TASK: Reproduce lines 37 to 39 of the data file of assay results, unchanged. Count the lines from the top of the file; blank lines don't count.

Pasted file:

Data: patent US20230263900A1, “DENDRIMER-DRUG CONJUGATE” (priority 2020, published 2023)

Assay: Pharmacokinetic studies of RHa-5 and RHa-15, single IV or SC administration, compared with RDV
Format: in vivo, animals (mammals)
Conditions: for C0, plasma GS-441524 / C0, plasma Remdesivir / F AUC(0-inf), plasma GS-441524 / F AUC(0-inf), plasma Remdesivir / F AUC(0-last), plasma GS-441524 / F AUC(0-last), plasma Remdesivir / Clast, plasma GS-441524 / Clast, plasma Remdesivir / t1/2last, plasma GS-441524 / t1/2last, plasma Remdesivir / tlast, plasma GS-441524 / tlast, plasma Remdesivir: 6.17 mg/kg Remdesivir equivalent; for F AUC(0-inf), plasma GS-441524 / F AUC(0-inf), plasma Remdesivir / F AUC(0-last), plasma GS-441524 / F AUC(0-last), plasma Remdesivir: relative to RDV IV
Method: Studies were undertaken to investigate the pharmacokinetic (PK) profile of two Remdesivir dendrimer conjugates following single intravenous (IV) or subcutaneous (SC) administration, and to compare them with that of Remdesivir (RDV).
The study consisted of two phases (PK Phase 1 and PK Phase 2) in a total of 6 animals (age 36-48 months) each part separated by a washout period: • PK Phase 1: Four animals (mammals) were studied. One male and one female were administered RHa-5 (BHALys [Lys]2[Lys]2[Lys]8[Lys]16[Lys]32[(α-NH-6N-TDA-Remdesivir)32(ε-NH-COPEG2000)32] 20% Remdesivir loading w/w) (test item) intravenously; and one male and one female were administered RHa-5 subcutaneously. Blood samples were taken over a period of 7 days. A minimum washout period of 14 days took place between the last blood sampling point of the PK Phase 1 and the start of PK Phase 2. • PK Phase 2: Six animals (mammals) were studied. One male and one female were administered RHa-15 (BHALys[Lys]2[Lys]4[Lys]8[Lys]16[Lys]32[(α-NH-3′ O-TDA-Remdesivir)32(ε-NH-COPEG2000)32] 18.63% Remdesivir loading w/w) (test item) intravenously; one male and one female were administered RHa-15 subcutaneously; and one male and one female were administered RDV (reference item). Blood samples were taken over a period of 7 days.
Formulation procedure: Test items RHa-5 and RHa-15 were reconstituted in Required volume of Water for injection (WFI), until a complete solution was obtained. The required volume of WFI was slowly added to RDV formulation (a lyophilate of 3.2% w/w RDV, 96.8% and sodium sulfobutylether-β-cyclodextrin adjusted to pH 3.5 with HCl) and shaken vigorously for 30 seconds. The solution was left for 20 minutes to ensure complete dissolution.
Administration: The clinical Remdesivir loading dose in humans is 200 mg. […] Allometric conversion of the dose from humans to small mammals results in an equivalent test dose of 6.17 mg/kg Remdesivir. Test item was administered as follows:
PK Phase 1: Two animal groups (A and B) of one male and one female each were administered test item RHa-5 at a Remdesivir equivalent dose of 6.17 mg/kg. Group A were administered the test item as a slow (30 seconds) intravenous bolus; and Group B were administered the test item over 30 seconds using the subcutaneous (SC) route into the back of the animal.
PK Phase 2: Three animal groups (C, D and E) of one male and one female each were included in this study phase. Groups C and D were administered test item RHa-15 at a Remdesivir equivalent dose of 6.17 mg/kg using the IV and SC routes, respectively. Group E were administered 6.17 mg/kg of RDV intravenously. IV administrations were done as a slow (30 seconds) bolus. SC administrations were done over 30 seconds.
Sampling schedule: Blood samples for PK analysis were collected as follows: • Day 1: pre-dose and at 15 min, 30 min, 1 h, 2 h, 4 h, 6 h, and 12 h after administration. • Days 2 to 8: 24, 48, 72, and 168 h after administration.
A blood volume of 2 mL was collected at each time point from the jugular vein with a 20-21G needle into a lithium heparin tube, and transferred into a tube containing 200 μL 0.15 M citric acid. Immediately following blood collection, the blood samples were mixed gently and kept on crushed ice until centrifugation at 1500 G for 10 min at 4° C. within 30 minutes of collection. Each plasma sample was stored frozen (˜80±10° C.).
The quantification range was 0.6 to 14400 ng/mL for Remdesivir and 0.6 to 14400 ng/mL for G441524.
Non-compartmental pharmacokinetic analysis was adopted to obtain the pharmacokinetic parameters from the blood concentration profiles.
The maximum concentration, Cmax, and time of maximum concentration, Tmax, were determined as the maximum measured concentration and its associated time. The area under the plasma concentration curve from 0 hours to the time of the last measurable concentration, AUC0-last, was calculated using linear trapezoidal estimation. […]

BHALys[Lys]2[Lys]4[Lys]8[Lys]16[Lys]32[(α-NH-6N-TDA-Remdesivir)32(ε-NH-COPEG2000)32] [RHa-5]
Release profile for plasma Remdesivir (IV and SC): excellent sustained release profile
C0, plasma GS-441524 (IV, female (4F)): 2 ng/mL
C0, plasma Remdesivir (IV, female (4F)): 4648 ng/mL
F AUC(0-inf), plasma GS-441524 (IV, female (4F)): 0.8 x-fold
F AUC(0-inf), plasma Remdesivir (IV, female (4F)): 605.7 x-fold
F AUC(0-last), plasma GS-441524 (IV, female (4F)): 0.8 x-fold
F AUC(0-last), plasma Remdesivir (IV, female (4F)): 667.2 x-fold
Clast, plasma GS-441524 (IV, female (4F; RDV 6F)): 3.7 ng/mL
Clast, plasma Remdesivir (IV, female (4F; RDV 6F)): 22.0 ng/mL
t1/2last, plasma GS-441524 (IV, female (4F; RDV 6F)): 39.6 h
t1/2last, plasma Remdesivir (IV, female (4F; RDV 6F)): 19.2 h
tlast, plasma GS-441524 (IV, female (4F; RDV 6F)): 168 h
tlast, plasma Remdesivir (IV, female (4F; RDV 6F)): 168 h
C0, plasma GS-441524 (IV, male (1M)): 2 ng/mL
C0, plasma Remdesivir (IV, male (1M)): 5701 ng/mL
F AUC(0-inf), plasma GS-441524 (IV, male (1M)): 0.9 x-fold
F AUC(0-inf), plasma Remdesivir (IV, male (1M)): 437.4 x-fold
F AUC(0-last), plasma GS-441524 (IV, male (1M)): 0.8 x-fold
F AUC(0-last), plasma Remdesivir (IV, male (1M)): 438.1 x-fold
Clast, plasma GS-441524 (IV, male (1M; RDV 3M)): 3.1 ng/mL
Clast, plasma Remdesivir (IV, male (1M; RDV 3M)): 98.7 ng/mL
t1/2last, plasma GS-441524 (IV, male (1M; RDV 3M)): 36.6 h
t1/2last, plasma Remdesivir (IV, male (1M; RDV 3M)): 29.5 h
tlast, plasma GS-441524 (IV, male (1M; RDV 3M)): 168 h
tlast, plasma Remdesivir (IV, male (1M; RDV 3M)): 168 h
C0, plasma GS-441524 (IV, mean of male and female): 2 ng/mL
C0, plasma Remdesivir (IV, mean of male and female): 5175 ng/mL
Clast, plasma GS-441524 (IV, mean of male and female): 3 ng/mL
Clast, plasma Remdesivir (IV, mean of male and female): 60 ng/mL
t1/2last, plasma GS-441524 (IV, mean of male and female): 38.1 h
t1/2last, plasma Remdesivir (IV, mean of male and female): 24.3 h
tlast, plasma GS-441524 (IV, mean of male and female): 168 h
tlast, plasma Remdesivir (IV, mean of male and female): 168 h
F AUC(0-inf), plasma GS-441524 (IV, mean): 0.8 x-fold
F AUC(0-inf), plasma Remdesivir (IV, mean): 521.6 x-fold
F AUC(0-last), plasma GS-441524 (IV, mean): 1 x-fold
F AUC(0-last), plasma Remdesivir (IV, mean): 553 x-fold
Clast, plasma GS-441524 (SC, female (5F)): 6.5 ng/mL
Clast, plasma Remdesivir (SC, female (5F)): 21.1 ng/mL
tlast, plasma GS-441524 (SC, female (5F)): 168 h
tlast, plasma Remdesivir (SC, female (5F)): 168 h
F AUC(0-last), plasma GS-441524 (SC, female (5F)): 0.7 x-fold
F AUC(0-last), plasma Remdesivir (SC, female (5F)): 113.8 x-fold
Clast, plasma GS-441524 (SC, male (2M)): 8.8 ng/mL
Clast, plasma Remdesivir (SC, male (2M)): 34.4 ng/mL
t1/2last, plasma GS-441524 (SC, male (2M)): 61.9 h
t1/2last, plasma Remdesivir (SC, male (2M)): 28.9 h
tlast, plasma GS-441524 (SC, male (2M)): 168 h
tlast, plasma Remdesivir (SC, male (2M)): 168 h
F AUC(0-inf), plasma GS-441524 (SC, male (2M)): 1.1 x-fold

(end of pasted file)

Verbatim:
Clast, plasma Remdesivir (IV, male (1M; RDV 3M)): 98.7 ng/mL
t1/2last, plasma GS-441524 (IV, male (1M; RDV 3M)): 36.6 h
t1/2last, plasma Remdesivir (IV, male (1M; RDV 3M)): 29.5 h